The chief executive of Senior, the UK-listed engineering group, has expressed confidence in the future of Boeing’s 787 Dreamliner, in the wake of the passenger jet’s recent run of safety concerns.
The FTSE 250 company – a specialist in aerospace and automotive components – provides structural aluminium for the body of the Dreamliner and parts for the aircraft’s Trent engines, in contracts worth $800,000 per jet.
Mark Rollins, Senior’s chief executive, on Monday lent his backing to the Boeing aircraft and said that safety concerns following this month’s fire in a Dreamliner at London’s Heathrow airport would not adversely affect the jet’s prospects.
“The Dreamliner is a fantastic aircraft that does what it was designed to do – fly more economically. The customers love it, and the passengers love it,” he said.
Mr Rollins said that London-based Senior was preparing to ramp up its manufacture of components for the 787, as production of the Dreamliner increases from seven to 10 aircraft per month by the end of the year.
UK investigators said there was no evidence that the July 12 fire on an Ethiopian Airlines jet was caused by the Dreamliner’s lithium-ion batteries, which overheated on two 787s in January, prompting regulators to temporarily ground the aircraft.
On Monday, Senior reported a 6 per cent year-on-year rise in its interim revenues to £399.3m, bolstered by last year’s acquisitions of US component maker Damar and Weston EU, a producer of turbine blades for aero-engines.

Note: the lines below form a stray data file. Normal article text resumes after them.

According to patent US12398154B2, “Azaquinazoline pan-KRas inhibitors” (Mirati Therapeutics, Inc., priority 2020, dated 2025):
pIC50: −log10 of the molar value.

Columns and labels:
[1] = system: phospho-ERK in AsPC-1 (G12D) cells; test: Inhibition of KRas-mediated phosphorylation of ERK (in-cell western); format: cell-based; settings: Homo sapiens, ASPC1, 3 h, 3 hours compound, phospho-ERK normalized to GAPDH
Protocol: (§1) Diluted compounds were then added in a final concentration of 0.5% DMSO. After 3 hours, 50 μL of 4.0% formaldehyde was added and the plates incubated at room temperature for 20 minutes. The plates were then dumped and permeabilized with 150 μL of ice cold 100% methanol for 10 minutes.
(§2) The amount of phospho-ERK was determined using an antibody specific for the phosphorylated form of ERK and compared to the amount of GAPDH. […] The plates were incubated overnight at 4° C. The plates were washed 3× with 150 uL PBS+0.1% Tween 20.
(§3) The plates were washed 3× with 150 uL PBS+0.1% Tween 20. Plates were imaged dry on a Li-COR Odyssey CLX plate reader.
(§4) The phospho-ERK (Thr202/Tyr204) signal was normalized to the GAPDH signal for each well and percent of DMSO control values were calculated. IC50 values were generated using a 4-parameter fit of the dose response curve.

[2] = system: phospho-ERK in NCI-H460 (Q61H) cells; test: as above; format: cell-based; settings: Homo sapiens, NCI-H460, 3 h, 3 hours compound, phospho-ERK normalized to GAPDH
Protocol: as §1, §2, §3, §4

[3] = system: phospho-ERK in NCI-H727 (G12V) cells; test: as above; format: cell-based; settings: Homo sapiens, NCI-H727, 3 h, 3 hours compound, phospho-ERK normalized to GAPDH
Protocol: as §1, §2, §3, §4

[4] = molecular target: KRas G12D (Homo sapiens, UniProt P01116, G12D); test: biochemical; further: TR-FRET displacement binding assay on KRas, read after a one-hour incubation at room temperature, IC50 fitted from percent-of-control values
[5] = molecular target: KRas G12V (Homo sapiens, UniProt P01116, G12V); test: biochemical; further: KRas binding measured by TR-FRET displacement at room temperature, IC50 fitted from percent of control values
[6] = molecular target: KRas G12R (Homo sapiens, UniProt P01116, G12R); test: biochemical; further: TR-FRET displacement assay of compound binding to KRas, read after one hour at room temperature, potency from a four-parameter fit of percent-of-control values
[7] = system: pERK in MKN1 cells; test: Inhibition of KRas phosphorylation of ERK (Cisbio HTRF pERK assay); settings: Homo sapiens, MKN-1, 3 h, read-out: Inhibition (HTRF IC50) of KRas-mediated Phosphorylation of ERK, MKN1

Senior’s aerospace arm, which manufactures aircraft parts such as wing components, air conditioning ducts and fluid pipes, earns two-thirds of the company’s total revenues, benefiting from the boom in civil aviation.
This has offset a 6.1 per cent year-on-year decline in first-half revenues from makers of military aircraft, with cuts to government armed forces budgets leading to lower demand for Black Hawk helicopters and the Lockheed C-130 Hercules military transport, both of which contain Senior’s components.
Senior shares – up almost one-third over the past 12 months – fell back 4 per cent to 261.5p, valuing the company’s equity at £1.1bn.
Pre-tax profit for the half year to June 30 fell back 14 per cent, weighed down by a £12.9m one-off writedown in goodwill stemming from its 2008 acquisition of Capo Industries, a maker of parts for business aircraft.
On an underlying basis, adjusted pre-tax profit rose 5 per cent to £53.3m.
At Senior’s other unit, Flexonics, a maker of high-tech parts for passenger car and truck engines, revenues rose 18 per cent to £145.6m, buoyed by its November acquisition of GAMFG Precision, a US-based manufacturer of machined components for diesel engines.
Diluted earnings per share edged up from 7.89p to 7.93p, and an interim dividend of 1.52p was 10 per cent higher than the 1.38p from a year ago.